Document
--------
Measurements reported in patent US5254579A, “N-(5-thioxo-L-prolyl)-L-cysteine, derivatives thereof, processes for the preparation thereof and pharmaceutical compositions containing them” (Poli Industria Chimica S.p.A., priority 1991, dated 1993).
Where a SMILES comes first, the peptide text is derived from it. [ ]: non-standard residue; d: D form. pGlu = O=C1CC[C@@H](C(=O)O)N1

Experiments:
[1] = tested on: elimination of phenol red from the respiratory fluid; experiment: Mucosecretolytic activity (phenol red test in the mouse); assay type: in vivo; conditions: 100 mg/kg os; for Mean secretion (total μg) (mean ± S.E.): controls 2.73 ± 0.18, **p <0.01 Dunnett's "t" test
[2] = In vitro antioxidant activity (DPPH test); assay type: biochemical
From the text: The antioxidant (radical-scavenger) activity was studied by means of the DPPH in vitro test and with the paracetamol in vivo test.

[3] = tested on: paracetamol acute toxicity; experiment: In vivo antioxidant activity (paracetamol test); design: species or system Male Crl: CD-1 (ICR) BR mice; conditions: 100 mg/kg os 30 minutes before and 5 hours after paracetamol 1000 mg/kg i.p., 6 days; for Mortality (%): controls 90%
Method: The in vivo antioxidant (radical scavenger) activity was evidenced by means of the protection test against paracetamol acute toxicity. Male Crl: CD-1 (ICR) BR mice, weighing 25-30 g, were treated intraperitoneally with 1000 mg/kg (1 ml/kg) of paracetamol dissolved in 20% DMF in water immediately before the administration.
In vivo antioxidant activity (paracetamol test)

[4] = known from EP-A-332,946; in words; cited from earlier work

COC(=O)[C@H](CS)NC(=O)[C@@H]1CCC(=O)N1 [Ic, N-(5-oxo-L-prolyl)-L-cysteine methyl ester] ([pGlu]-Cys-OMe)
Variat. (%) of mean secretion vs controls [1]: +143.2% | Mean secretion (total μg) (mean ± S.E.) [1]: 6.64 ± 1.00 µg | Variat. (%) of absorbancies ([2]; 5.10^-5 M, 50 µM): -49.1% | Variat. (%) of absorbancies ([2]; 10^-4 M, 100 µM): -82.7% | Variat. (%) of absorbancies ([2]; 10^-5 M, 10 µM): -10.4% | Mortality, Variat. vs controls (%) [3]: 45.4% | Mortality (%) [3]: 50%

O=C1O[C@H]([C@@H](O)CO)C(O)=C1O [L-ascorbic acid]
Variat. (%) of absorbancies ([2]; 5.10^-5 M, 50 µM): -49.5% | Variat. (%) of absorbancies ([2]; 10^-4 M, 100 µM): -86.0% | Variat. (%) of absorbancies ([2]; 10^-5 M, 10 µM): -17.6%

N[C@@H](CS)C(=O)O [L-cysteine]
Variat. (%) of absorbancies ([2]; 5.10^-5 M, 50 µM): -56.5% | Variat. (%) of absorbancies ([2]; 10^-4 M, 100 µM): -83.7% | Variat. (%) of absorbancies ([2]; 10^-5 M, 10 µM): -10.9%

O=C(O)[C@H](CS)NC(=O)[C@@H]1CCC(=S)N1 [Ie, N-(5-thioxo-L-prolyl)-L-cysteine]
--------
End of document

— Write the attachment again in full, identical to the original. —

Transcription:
Measurements reported in patent US5254579A, “N-(5-thioxo-L-prolyl)-L-cysteine, derivatives thereof, processes for the preparation thereof and pharmaceutical compositions containing them” (Poli Industria Chimica S.p.A., priority 1991, dated 1993).
Where a SMILES comes first, the peptide text is derived from it. [ ]: non-standard residue; d: D form. pGlu = O=C1CC[C@@H](C(=O)O)N1

Experiments:
[1] = tested on: elimination of phenol red from the respiratory fluid; experiment: Mucosecretolytic activity (phenol red test in the mouse); assay type: in vivo; conditions: 100 mg/kg os; for Mean secretion (total μg) (mean ± S.E.): controls 2.73 ± 0.18, **p <0.01 Dunnett's "t" test
[2] = In vitro antioxidant activity (DPPH test); assay type: biochemical
From the text: The antioxidant (radical-scavenger) activity was studied by means of the DPPH in vitro test and with the paracetamol in vivo test.

[3] = tested on: paracetamol acute toxicity; experiment: In vivo antioxidant activity (paracetamol test); design: species or system Male Crl: CD-1 (ICR) BR mice; conditions: 100 mg/kg os 30 minutes before and 5 hours after paracetamol 1000 mg/kg i.p., 6 days; for Mortality (%): controls 90%
Method: The in vivo antioxidant (radical scavenger) activity was evidenced by means of the protection test against paracetamol acute toxicity. Male Crl: CD-1 (ICR) BR mice, weighing 25-30 g, were treated intraperitoneally with 1000 mg/kg (1 ml/kg) of paracetamol dissolved in 20% DMF in water immediately before the administration.
In vivo antioxidant activity (paracetamol test)

[4] = known from EP-A-332,946; in words; cited from earlier work

COC(=O)[C@H](CS)NC(=O)[C@@H]1CCC(=O)N1 [Ic, N-(5-oxo-L-prolyl)-L-cysteine methyl ester] ([pGlu]-Cys-OMe)
Variat. (%) of mean secretion vs controls [1]: +143.2% | Mean secretion (total μg) (mean ± S.E.) [1]: 6.64 ± 1.00 µg | Variat. (%) of absorbancies ([2]; 5.10^-5 M, 50 µM): -49.1% | Variat. (%) of absorbancies ([2]; 10^-4 M, 100 µM): -82.7% | Variat. (%) of absorbancies ([2]; 10^-5 M, 10 µM): -10.4% | Mortality, Variat. vs controls (%) [3]: 45.4% | Mortality (%) [3]: 50%

O=C1O[C@H]([C@@H](O)CO)C(O)=C1O [L-ascorbic acid]
Variat. (%) of absorbancies ([2]; 5.10^-5 M, 50 µM): -49.5% | Variat. (%) of absorbancies ([2]; 10^-4 M, 100 µM): -86.0% | Variat. (%) of absorbancies ([2]; 10^-5 M, 10 µM): -17.6%

N[C@@H](CS)C(=O)O [L-cysteine]
Variat. (%) of absorbancies ([2]; 5.10^-5 M, 50 µM): -56.5% | Variat. (%) of absorbancies ([2]; 10^-4 M, 100 µM): -83.7% | Variat. (%) of absorbancies ([2]; 10^-5 M, 10 µM): -10.9%

O=C(O)[C@H](CS)NC(=O)[C@@H]1CCC(=S)N1 [Ie, N-(5-thioxo-L-prolyl)-L-cysteine]